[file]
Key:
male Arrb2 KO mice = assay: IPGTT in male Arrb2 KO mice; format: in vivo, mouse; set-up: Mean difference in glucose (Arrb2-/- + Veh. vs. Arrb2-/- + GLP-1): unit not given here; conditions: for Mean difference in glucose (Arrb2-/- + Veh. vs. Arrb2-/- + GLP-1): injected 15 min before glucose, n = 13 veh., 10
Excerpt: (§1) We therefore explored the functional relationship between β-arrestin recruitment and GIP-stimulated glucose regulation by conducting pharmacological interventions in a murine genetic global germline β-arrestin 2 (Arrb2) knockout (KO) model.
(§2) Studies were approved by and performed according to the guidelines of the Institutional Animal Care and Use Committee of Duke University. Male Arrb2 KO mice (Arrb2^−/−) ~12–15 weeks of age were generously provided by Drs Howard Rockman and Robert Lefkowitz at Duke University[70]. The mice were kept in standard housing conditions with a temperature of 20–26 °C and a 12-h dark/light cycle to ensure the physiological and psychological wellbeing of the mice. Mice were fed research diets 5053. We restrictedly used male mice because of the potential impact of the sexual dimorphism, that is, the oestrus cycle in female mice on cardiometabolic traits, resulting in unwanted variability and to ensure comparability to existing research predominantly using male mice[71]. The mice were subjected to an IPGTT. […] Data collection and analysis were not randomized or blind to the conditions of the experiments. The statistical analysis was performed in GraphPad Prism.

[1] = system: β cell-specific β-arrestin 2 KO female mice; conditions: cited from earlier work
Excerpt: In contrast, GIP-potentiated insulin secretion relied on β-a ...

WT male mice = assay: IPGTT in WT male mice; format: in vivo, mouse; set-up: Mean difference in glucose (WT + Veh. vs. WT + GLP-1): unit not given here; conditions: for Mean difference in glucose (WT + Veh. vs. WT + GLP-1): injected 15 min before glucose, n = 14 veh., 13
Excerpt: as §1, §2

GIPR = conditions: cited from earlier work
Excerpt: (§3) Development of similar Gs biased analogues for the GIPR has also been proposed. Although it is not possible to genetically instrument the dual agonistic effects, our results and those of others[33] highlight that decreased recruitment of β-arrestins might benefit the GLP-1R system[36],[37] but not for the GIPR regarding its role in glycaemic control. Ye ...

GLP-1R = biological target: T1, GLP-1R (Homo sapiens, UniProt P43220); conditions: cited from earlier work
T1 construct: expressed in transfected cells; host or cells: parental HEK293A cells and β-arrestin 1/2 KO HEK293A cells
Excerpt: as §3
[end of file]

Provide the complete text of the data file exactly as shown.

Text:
Key:
male Arrb2 KO mice = assay: IPGTT in male Arrb2 KO mice; format: in vivo, mouse; set-up: Mean difference in glucose (Arrb2-/- + Veh. vs. Arrb2-/- + GLP-1): unit not given here; conditions: for Mean difference in glucose (Arrb2-/- + Veh. vs. Arrb2-/- + GLP-1): injected 15 min before glucose, n = 13 veh., 10
Excerpt: (§1) We therefore explored the functional relationship between β-arrestin recruitment and GIP-stimulated glucose regulation by conducting pharmacological interventions in a murine genetic global germline β-arrestin 2 (Arrb2) knockout (KO) model.
(§2) Studies were approved by and performed according to the guidelines of the Institutional Animal Care and Use Committee of Duke University. Male Arrb2 KO mice (Arrb2^−/−) ~12–15 weeks of age were generously provided by Drs Howard Rockman and Robert Lefkowitz at Duke University[70]. The mice were kept in standard housing conditions with a temperature of 20–26 °C and a 12-h dark/light cycle to ensure the physiological and psychological wellbeing of the mice. Mice were fed research diets 5053. We restrictedly used male mice because of the potential impact of the sexual dimorphism, that is, the oestrus cycle in female mice on cardiometabolic traits, resulting in unwanted variability and to ensure comparability to existing research predominantly using male mice[71]. The mice were subjected to an IPGTT. […] Data collection and analysis were not randomized or blind to the conditions of the experiments. The statistical analysis was performed in GraphPad Prism.

[1] = system: β cell-specific β-arrestin 2 KO female mice; conditions: cited from earlier work
Excerpt: In contrast, GIP-potentiated insulin secretion relied on β-a ...

WT male mice = assay: IPGTT in WT male mice; format: in vivo, mouse; set-up: Mean difference in glucose (WT + Veh. vs. WT + GLP-1): unit not given here; conditions: for Mean difference in glucose (WT + Veh. vs. WT + GLP-1): injected 15 min before glucose, n = 14 veh., 13
Excerpt: as §1, §2

GIPR = conditions: cited from earlier work
Excerpt: (§3) Development of similar Gs biased analogues for the GIPR has also been proposed. Although it is not possible to genetically instrument the dual agonistic effects, our results and those of others[33] highlight that decreased recruitment of β-arrestins might benefit the GLP-1R system[36],[37] but not for the GIPR regarding its role in glycaemic control. Ye ...

GLP-1R = biological target: T1, GLP-1R (Homo sapiens, UniProt P43220); conditions: cited from earlier work
T1 construct: expressed in transfected cells; host or cells: parental HEK293A cells and β-arrestin 1/2 KO HEK293A cells
Excerpt: as §3